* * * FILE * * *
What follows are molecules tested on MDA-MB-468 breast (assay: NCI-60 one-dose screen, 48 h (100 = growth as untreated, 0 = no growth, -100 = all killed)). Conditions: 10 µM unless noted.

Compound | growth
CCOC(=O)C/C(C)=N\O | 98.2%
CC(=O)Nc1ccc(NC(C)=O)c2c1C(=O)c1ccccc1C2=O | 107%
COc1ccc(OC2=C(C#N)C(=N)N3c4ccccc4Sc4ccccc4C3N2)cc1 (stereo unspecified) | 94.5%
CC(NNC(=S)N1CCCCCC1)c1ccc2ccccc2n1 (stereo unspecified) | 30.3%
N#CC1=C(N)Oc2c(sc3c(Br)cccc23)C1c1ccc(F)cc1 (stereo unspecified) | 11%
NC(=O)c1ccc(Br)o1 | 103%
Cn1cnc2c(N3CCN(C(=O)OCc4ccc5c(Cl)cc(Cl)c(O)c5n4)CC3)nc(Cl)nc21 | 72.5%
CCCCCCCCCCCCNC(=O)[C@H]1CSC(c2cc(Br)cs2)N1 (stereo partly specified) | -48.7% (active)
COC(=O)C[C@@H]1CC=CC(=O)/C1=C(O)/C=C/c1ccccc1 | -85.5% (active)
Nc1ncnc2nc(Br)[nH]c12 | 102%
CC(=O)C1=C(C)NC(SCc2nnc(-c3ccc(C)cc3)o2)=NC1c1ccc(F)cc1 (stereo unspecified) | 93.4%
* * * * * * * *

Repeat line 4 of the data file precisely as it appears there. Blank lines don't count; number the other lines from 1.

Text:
CC(=O)Nc1ccc(NC(C)=O)c2c1C(=O)c1ccccc1C2=O | 107%